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This Old English word winingas is the plural of wining (a word which relates to the act of ‘winding’). The equivalent term in Old Norse is Vindingr. Between reenactors they are also known as leg wraps.

Drawing of how winingas may be worn

Winningas or winingas are long strips of woollen or linen material, about 8' (2.5m) long and 2" (5cm) wide, similar to the puttees adopted by the British Army from the 1890s to 1980s. They were wrapped around either the bare legs or trouser legs for extra warmth and protection. They would have protected the bottom of the trouser legs from wear, preventing tears from brambles etc. With clothing being of considerable value and costly to replace or even repair, the importance of this cannot be overstated. Also by effectively closing off the shoe, they keep mud, stones and snow out, keeping one's feet and legs drier, in winter conditions, than might otherwise be the case.

By far the most illustrated method of fastening the winingas is to wind them up from the ankle and to fasten them at the top under the knee. The loose end appears to be tucked in, but the exact method is not known. A method based on puttees is to run the strip from the knee down under the bridge of the foot, before winding it back up, and tie the two ends together. other alternatives are to use clothing hooks, or to split the last 12" (30cms) of the end into two strips and tie them together.

Experience has shown that linen winingas usually unwind themselves at the most critical part of the battle, so wool is probably the best.

It appears that most leg bindings were simply tucked in to secure them although a number of other options may have been used such as cords, and garters.

Bindings in the Viking age were made woven to the correct width usually and there is minor evidence of them being cut from wider cloth. If you do opt to make them from a larger piece of fabric, the winingas should be cut diagonally across the weave of the fabric, as they tend to stay up better.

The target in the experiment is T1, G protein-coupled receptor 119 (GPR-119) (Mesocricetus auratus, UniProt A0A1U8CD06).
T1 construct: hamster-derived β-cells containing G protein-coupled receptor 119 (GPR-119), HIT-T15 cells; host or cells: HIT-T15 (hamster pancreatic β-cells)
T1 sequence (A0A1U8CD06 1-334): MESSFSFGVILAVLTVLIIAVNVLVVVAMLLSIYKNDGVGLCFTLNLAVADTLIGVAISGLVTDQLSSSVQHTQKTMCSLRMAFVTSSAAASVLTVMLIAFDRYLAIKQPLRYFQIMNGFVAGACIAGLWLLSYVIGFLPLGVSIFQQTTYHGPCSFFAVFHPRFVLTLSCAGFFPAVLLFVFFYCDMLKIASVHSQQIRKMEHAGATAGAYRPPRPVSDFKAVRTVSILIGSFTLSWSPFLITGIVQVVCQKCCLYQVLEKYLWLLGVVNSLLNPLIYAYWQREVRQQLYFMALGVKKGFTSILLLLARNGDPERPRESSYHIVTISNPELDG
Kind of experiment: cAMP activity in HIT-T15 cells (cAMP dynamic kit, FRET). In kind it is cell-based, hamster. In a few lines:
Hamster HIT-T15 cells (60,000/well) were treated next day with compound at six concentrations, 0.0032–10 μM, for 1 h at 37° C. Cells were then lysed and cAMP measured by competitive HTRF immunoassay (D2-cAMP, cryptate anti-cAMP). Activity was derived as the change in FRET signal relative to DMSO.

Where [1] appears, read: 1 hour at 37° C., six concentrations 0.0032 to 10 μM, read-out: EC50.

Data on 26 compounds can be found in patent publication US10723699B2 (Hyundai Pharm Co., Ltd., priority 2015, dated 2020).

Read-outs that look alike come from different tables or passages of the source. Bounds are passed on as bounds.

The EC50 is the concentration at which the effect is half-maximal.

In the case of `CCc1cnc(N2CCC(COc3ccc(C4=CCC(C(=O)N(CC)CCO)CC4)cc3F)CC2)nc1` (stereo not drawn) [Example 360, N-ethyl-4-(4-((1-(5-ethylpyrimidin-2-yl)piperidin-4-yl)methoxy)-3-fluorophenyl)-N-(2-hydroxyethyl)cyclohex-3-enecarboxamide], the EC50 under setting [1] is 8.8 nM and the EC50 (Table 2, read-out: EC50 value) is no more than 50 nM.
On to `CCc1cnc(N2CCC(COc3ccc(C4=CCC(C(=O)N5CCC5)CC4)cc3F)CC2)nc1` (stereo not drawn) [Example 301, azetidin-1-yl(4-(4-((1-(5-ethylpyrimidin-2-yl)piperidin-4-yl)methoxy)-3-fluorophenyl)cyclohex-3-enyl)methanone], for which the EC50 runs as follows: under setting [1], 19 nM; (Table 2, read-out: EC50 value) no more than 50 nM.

Evidence for wyningas


  • York, lichen purple [PRITCHARD 1984]:p.68
  • London, Lichen purple, 2 of indigotin (woad blue) [PRITCHARD 1984]:p.68
  • Elisenhof, Germany (8thC): The remains of 17 leg bindings were found. 15 were made of 2/2 chevron twill, 2 were made of 2/1 chevron twill. The width's are between 7.3cm and 9.8cm. [HUNDT 1981:p.47] [PRITCHARD 1984]:p.68
  • Dublin, 1 of different warp to weft [PRITCHARD 1984]:p.68
  • Hedeby Harbour, Germany: 5 fragments of leg bindings were found in Hedeby harbour [HAGG 1984]:p.24
    • Fragment 28: This is part of a sleeve, where an old leg binding may have been reused as part of the sleeve. It is a self woven band of 2/2 twill and is 7.5cm wide.
    • Fragment 29: Fragmentary piece of tabby with cut and hemmed edges, probably a leg binding as it is the right width (7.5 cm)
    • Fragment 43: Self woven band in 2/2 twill, 102 cm long and 7.5 cm wide.
    • Fragment 49B: Fragmentary self woven band in chevron twill. 42cm long and 9cm wide. [HAGG 1984]:p.24
    • Fragment 55C: Self woven band in chevron twill. 118cm long and 8.5cm wide. [HAGG 1984]:p.28
  • Hedey Settlement, Germany: Two fragments of leg bindings were found in the settlement of Hedeby [HAGG 1991]:p.32
    • Fragment S26: Self woven band of 2/2 chevron twill. 41cm long and 7-8cm wide.
    • Fragment S34:Self woven band of diamond weave. 58cm long and 11cm wide.[HAGG 1991]:p.32